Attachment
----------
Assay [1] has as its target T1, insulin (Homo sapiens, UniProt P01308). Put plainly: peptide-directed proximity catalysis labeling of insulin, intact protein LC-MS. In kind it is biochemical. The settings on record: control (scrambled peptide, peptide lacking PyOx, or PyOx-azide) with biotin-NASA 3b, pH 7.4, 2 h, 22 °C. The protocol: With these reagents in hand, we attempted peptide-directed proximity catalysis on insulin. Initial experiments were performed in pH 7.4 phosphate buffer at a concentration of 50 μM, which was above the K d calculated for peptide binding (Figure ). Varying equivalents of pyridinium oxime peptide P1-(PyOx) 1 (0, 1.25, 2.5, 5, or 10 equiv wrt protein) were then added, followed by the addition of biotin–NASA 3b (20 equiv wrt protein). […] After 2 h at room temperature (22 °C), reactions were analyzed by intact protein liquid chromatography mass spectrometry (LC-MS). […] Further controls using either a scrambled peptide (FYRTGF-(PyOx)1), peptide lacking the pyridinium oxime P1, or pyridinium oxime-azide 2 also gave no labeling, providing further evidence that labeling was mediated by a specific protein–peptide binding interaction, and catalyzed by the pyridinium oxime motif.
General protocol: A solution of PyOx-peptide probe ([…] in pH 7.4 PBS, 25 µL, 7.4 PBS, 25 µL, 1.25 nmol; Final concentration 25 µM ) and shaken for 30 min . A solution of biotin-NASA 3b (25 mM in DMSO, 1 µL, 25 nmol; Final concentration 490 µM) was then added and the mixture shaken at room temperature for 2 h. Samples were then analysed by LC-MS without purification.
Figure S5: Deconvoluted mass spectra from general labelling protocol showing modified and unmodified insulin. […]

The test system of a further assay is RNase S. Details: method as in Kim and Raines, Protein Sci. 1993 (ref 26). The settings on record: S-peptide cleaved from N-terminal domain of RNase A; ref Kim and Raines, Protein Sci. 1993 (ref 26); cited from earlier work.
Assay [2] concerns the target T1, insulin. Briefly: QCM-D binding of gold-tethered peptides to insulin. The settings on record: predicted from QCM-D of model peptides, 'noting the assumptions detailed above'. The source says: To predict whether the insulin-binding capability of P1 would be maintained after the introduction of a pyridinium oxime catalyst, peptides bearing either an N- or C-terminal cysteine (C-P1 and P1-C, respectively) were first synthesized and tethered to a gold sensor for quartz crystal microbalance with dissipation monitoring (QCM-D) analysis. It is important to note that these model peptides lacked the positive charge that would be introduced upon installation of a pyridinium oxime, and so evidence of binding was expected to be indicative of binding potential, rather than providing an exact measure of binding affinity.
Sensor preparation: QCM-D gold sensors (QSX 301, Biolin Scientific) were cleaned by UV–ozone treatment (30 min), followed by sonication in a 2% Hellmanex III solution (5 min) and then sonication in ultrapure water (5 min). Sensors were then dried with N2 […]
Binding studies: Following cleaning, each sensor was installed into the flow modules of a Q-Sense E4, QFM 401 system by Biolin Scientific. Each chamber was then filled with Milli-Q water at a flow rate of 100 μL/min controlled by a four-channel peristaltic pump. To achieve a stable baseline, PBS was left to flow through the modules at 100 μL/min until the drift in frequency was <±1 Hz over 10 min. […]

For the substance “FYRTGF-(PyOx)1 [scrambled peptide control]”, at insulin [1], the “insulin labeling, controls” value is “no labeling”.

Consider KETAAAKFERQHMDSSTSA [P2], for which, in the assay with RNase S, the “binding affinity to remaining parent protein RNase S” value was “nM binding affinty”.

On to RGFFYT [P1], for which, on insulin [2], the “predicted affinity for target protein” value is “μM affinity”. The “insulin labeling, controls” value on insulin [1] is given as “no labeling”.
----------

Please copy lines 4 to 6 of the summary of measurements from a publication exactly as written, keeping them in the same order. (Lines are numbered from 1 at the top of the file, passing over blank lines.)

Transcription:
The test system of a further assay is RNase S. Details: method as in Kim and Raines, Protein Sci. 1993 (ref 26). The settings on record: S-peptide cleaved from N-terminal domain of RNase A; ref Kim and Raines, Protein Sci. 1993 (ref 26); cited from earlier work.
Assay [2] concerns the target T1, insulin. Briefly: QCM-D binding of gold-tethered peptides to insulin. The settings on record: predicted from QCM-D of model peptides, 'noting the assumptions detailed above'. The source says: To predict whether the insulin-binding capability of P1 would be maintained after the introduction of a pyridinium oxime catalyst, peptides bearing either an N- or C-terminal cysteine (C-P1 and P1-C, respectively) were first synthesized and tethered to a gold sensor for quartz crystal microbalance with dissipation monitoring (QCM-D) analysis. It is important to note that these model peptides lacked the positive charge that would be introduced upon installation of a pyridinium oxime, and so evidence of binding was expected to be indicative of binding potential, rather than providing an exact measure of binding affinity.
Sensor preparation: QCM-D gold sensors (QSX 301, Biolin Scientific) were cleaned by UV–ozone treatment (30 min), followed by sonication in a 2% Hellmanex III solution (5 min) and then sonication in ultrapure water (5 min). Sensors were then dried with N2 […]